My whole life policies have always been a nightmare to understand. I have one policy with a death benefit of $850k and the cash value is about $400k (I think). I was paying $11,300 for the policy every 6 months for I can't remember how many years until I did not have to pay any more. You said the insurance companies calculate for worse case scenarios, but I was told that my policy was paid in full and then I had to pay the $11,300 payments for a few additional years past the date that was written on my payment schedule. I understood the reason why, but I was getting frustrated because I thought the payments were never going to stop. Eventually they did stop. I was told that if the economy changed it is possible that I might have to make additional payments if the interest or dividend does not cover the cost to keep the policy alive?

I just looked at my statement and my annual payment is $20,449, but I don't have to pay anything because there must me enough interest, or whatever to cover the cost. That is pretty cool, but it was painful making those payments. Now, when I croak my beneficiary will be covered to pay any bills I leave.

I'm sorry you went through that. What you're describing does not sound like whole life (having to catch up payments). It sounds like Indexed Universal Life or Variable Universal Life. These policies allow you to mitigate most of your risk, but can often depend on market growth to stay in force. You need someone like @Thomas Rutkowski who really knows what they're doing with IULs to structure them properly. This happened to a lot of policies from around the 1990's. They anticipated market growth that they never saw.

I'm more of a whole life guy myself. It's personal preference. Each policy type is good for different goals. IULs are great for income. Just not the kind of business I get into.

 

@Account Closed

It sounds like you have a Universal Life policy. They earned a bad rap for just this situation. The problem is that when they were first rolling out, interest rates were much higher than today. The insurance companies showed illustrations that were projecting the cash value growing at then current rates. 

Remember what I stated earlier, the cash value is quite literally you saving up your own death benefit over your lifetime. So they were projecting the cash value growth at outrageously high interest rates. The cash value in your policy simply didn't grow to be enough to cover the rising cost of insurance. That is the problem with minimally-funded policies. The insurance company is competing with other companies for the lowest price. They simply did not collect enough premium for the cash value to get to that sweet spot where the policy can run off of its own interest.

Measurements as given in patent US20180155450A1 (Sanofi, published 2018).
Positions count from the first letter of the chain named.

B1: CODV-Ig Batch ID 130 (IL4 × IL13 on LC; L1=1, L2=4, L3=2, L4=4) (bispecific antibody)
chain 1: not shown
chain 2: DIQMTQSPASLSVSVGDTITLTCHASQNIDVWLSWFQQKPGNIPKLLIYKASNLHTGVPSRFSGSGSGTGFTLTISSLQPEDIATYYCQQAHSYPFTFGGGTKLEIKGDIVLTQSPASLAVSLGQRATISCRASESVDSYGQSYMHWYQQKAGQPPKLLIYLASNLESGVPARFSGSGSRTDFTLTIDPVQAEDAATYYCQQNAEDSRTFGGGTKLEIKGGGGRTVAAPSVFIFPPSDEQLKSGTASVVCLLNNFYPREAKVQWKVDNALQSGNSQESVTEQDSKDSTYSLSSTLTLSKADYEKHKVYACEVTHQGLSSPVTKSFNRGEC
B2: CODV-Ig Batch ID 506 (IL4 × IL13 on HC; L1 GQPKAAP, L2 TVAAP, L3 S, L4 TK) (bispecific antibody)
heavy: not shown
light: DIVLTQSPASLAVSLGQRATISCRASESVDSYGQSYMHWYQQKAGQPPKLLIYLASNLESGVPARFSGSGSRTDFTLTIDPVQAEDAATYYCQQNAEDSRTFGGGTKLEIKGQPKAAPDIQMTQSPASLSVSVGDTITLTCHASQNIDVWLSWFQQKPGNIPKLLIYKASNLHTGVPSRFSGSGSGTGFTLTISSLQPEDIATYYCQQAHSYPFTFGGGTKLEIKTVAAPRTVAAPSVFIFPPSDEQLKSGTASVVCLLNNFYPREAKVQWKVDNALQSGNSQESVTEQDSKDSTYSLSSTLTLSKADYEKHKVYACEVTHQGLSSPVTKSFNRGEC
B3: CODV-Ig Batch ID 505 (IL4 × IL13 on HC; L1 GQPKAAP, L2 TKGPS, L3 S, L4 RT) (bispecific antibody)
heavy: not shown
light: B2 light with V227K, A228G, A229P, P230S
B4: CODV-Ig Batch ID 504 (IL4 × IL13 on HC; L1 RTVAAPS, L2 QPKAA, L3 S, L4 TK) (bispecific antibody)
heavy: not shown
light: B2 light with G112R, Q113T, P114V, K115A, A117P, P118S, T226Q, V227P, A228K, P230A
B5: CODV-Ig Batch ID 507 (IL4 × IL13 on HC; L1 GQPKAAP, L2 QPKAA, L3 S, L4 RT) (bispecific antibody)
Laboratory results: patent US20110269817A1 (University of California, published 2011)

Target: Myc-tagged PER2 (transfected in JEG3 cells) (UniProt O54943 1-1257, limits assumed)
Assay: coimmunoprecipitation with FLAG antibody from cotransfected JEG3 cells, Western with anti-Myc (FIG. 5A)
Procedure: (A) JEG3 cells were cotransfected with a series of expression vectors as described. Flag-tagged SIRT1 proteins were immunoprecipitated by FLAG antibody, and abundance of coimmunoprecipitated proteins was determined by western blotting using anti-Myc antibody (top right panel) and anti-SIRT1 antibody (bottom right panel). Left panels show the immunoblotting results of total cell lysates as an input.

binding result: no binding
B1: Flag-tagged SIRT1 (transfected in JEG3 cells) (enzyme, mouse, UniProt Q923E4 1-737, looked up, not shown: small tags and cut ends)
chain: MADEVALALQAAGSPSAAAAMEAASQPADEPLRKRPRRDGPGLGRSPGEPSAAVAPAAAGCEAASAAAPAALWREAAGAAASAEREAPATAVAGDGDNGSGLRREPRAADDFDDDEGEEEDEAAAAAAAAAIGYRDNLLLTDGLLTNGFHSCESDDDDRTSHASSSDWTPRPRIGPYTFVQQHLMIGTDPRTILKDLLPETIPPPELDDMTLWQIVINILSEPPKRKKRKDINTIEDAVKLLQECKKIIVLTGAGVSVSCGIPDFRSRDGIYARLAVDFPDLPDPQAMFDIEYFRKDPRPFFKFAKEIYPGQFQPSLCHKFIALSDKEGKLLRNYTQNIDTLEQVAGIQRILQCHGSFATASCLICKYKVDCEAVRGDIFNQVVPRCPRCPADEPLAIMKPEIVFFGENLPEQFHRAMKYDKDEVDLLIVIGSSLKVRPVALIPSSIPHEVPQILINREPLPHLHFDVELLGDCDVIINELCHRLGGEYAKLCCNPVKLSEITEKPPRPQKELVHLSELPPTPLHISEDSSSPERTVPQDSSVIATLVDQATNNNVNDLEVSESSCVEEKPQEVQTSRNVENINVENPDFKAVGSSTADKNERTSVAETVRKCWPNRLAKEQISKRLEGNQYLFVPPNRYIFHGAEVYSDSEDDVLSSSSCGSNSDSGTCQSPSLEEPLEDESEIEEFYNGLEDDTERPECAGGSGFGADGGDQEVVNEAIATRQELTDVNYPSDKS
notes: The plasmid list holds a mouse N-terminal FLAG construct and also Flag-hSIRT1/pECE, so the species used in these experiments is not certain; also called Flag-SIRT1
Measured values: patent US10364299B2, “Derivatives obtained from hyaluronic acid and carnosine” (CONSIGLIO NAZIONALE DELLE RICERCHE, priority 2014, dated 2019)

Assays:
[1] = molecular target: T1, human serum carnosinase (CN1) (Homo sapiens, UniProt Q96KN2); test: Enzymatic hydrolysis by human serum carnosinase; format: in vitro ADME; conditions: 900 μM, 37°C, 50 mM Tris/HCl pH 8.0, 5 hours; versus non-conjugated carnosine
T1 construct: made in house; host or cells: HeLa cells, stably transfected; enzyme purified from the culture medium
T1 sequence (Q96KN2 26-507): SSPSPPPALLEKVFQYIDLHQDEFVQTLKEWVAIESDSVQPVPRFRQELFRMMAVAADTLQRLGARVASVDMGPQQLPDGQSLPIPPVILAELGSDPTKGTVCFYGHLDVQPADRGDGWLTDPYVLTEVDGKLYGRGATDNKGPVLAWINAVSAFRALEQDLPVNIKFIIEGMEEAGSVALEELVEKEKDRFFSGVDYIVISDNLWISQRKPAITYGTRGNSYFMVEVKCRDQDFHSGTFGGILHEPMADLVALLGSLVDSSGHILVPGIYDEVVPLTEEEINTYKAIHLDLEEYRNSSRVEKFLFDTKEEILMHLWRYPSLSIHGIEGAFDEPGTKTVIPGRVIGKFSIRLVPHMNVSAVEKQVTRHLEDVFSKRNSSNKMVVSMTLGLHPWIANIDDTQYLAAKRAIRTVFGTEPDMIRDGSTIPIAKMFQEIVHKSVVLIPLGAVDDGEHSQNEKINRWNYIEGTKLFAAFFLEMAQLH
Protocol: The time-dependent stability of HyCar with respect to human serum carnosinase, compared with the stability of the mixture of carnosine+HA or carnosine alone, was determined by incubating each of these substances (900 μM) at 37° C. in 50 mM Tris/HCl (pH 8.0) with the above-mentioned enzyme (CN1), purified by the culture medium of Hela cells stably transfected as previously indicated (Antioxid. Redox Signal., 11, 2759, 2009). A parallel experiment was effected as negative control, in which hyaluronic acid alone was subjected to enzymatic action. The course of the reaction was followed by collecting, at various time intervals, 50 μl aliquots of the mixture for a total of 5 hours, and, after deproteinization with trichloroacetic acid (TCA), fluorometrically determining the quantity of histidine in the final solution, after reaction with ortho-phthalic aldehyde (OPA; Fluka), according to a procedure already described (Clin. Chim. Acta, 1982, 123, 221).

Worse, since the policy did not accumulate the projected cash value, the amount at risk to the insurance company is higher. They are responsible for the gap between the cash value and the death benefit. Since that gap is wider, the insurance company has more risk and the cost of insurance is higher.

By age 70 your cash value and your death benefit should be converging. You you should have saved up much of your death benefit already. What you can do is submit a policy change request to lower the death benefit. That will reduce the internal cost of the policy and will preserve the cash value that you have accumulated. Your policy can run off of its own interest, but you need to reduce the amount at risk to the insurance company to reduce the internal cost of the policy.

Thank you very muchmy policy has not required payment for several years. I was saying I get statements showing an annual bill for $20k, but the interest, or whatever has been covering it.

@John Perrings

Be careful about any loans against policies like this. If the policy is a Modified Endowment Contract (or if it becomes a MEC, even without your knowing it) any loans against the policy will be taxed exactly the same as if it were a cash-out distribution (plus a 10% penalty if you are under 60), AND you will still owe the full loan + interest back to the insurance company.

Loans on these types of policies are a terrible financial move.

So what if you cannot pay your annual premium one year, or more?

What if you just put that 20k annual premium in an index fund? I'm sure you would have millions by now, right?

How many years did you have to pay out that much cash?

What if the insurance company invested with Bernie Madoff or made some other bad investments and gets wiped out?

What's the financial advisors commissions on a 20k per year premium?

@Peter York your financial adviser is actually an insurance salesman. The 5% return is nonsense. Ask him this question. If I pay $10,000 each year for the next 5 years, how much money can I withdraw at the end of year 5? Spoiler alert, it is not $50K pus 5% per year. 

Why is he pushing this insurance? Because 30-70% of your first year premium goes to pay his commission. Top performers may even get as much as 100% of the first years premium. In other words, these policies are extremely lucrative to sell. You pay in for years and have nothing (besides life insurance).